Princeton Borough, Princeton Township and the University have each selected representatives for a six-member transit task force and the nine-member board of trustees for the Mass Transit Trust Fund. The task force members will study, evaluate and make recommendations concerning long-term transit needs of the Princeton community, especially in light of the development of the Arts and Transit Neighborhood. The trust fund trustees will be charged with planning and implementing improvements to the transit system in Princeton.
From the University, Kristin Appelget, director of community and regional affairs, and Kim Jackson, director of transportation and parking services, will serve on the task force and were also appointed as trustees of the trust fund along with Karen Jezierny, director of public affairs. All three were appointed by University Vice President and Secretary Robert Durkee ’69.
From the Borough, council president Kevin Wilkes ’83 and councilman Roger Martindell will serve on the task force while councilwoman Jenny Crumiller, Borough administrator Robert Bruschi and Anton Lahnston will serve as trustees of the trust fund. From the Township, Mayor Chad Goerner and committeeman Lance Liverman will serve on the task force.
The funding for the task force will come from the University as well as the municipalities, with the University contributing 50 percent and the municipalities each contributing 25 percent. According to Durkee, the exact amount the University will be providing has not been determined as the municipalities must first determine how much they are each willing to contribute.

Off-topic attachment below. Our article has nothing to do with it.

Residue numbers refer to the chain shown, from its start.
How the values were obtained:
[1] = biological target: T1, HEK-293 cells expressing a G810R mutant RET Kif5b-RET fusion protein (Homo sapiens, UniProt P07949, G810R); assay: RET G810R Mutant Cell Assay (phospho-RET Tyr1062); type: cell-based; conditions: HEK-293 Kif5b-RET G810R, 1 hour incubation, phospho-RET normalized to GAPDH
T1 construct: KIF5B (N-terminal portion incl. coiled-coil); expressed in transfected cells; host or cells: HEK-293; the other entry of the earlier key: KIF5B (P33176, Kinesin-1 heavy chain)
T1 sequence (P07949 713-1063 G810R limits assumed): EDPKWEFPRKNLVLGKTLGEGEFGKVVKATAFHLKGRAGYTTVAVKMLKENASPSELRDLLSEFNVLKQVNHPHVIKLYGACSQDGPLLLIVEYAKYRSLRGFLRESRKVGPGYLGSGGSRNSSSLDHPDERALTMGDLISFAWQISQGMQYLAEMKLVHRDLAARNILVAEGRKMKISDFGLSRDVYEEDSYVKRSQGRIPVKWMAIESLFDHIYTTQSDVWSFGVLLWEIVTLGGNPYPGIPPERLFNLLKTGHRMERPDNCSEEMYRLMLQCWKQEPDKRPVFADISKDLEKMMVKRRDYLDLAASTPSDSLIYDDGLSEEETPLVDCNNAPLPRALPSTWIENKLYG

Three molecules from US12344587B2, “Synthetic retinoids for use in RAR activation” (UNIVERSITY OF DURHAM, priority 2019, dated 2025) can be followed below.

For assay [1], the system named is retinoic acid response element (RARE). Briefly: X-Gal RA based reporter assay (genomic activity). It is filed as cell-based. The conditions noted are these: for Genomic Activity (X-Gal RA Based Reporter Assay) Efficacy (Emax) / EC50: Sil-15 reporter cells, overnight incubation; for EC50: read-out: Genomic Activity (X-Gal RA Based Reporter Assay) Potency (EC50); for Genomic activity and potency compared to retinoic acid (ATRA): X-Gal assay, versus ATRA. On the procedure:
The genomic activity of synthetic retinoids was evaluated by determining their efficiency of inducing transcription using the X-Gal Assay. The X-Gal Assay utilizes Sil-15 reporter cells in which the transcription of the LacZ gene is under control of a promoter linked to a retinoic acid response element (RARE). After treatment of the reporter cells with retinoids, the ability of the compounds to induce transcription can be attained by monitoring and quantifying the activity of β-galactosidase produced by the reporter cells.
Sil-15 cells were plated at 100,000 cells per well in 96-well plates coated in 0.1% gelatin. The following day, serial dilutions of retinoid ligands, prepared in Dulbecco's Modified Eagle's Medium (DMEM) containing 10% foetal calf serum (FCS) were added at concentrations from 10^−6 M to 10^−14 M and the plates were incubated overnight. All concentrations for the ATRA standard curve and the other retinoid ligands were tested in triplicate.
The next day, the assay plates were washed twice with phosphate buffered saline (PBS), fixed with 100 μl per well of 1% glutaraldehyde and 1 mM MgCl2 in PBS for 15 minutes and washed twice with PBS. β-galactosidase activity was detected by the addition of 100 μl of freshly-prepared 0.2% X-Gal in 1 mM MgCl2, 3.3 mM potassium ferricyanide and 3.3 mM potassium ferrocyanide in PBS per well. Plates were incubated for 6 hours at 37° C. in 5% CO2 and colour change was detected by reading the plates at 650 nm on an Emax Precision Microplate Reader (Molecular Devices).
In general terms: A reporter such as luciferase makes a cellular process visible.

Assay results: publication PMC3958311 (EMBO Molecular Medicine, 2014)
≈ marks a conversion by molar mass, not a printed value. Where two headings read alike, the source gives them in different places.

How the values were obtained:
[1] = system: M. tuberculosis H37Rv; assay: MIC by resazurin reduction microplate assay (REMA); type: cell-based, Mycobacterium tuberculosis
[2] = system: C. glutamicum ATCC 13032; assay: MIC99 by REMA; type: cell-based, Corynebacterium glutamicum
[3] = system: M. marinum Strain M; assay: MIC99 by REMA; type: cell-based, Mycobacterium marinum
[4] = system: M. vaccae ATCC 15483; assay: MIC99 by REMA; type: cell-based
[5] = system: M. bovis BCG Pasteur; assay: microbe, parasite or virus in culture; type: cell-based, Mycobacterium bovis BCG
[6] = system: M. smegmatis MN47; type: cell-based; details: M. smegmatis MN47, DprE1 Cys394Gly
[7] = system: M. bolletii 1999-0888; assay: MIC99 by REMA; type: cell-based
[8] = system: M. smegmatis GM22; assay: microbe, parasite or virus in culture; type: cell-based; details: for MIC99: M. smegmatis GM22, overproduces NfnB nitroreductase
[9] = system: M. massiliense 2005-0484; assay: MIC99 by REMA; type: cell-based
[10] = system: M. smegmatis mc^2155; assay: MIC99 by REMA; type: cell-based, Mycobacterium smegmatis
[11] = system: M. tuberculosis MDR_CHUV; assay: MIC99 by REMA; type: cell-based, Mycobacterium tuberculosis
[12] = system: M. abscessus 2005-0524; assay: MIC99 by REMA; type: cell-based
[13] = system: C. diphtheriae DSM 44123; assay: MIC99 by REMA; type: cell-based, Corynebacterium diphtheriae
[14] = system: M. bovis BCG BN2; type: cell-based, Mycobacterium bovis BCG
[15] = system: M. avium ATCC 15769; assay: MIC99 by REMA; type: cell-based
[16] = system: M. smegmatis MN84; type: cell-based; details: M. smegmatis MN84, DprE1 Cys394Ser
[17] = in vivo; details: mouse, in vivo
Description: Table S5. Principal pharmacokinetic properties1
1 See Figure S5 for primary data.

The trust fund will be initially funded by the University with a $100,000 contribution and an additional $400,000 contribution when the Arts and Transit Neighborhood gets approval from the Planning Board.
Although meetings have yet to be established for either the task force or the trust fund, Durkee noted that “the first assignment will probably be to create a request for proposals, then decide what they want outside consultants to do."
"My guess is that this will be a very collaborative process,” he said.
Throughout the process, Martindell explained, he would like to see the University help with “design ideas, resources and commitment to working on mass transit and protecting and enhancing the right of ways in the neighborhoods around University Place and Alexander Road.”
Appelget wrote in an email that she is “looking forward to the opportunity to work with the community leaders to discuss mass transit options as it is a mutual interest of the University and the community to improve mass transit ... This task force and trust fund, I believe, will give renewed focus and energy to the discussions and provide opportunities to make progress in addressing community needs.”